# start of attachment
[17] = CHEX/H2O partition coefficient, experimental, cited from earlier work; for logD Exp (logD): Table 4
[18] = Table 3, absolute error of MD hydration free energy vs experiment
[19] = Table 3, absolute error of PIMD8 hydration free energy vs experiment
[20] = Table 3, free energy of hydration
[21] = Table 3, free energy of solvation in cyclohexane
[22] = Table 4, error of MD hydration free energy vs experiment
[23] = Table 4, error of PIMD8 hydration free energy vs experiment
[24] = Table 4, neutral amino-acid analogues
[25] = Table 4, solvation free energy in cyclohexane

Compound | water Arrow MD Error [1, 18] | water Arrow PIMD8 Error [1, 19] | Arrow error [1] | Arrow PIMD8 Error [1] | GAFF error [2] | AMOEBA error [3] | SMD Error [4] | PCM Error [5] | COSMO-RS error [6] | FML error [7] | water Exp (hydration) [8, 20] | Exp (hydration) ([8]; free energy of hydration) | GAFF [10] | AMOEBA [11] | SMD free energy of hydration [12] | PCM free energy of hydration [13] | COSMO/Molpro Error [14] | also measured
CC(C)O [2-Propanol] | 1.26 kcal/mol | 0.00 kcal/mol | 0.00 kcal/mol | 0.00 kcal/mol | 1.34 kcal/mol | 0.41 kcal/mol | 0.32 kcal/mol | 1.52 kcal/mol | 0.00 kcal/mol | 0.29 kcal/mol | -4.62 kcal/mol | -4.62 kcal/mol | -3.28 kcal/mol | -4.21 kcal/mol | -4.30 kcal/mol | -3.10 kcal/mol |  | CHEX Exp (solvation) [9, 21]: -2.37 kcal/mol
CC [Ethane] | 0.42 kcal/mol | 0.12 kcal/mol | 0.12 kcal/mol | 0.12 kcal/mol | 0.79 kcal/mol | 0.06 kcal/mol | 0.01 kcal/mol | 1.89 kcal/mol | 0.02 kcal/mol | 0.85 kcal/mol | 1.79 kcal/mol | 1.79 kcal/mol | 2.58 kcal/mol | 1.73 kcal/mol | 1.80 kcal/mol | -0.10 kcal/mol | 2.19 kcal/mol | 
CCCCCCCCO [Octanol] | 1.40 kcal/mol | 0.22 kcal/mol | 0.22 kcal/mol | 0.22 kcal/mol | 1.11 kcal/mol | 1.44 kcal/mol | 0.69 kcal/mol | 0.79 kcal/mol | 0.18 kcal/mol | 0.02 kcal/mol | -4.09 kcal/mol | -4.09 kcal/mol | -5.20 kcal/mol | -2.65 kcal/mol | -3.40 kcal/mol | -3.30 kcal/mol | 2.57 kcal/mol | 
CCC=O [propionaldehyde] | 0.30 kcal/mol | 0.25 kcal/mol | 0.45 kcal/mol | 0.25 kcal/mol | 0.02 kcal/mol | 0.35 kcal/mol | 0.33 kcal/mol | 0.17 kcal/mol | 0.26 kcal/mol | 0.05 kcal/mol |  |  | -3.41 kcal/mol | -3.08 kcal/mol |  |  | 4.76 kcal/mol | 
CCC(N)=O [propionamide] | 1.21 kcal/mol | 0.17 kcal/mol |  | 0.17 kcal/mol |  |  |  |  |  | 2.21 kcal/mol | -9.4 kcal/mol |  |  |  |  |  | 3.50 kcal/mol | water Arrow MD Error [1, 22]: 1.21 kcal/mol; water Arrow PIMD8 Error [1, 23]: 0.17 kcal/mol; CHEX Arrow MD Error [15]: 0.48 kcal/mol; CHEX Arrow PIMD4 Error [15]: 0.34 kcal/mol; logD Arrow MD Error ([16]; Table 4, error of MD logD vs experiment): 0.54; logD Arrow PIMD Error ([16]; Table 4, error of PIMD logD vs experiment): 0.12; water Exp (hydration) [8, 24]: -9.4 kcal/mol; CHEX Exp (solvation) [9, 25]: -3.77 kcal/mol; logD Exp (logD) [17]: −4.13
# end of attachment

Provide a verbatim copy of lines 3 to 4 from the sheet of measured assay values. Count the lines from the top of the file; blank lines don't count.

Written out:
[19] = Table 3, absolute error of PIMD8 hydration free energy vs experiment
[20] = Table 3, free energy of hydration